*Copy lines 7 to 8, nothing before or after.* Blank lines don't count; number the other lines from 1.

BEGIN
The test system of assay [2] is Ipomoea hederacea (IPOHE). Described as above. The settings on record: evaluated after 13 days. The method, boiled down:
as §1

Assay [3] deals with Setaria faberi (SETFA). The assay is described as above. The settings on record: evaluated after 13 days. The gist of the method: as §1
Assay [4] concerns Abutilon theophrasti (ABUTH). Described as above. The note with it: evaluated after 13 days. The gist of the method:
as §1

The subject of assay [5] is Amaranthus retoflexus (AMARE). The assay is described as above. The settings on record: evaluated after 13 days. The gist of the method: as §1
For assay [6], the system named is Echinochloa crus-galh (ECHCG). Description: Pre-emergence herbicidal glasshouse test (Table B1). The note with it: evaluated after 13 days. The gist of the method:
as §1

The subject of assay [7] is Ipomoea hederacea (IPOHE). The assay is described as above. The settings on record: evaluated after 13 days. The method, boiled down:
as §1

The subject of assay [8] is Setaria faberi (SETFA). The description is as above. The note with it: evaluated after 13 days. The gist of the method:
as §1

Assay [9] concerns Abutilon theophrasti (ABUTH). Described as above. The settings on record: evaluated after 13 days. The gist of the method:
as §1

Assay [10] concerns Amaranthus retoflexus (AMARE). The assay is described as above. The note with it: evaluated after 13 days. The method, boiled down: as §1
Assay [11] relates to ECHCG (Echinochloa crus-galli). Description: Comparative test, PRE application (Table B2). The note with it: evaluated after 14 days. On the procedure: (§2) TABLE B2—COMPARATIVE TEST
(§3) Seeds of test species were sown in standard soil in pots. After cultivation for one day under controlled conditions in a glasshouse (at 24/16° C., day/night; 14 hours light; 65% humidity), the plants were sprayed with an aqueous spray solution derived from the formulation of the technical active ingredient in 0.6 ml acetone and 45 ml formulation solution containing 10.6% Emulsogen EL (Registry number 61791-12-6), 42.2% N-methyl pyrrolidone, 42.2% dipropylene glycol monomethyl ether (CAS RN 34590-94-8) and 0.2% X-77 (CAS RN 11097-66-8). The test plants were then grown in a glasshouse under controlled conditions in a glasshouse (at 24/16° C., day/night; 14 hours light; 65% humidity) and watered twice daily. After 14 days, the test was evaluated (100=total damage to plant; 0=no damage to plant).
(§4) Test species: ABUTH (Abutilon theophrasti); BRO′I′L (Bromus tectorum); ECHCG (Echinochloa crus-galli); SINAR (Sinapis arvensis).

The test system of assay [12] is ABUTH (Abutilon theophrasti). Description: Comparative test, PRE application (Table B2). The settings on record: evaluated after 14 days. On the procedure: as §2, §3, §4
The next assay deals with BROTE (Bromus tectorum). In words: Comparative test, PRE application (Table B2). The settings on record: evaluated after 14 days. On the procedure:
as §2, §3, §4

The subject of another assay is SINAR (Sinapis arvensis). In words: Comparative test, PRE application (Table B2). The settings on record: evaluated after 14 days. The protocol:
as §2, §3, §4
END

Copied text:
For assay [6], the system named is Echinochloa crus-galh (ECHCG). Description: Pre-emergence herbicidal glasshouse test (Table B1). The note with it: evaluated after 13 days. The gist of the method:
as §1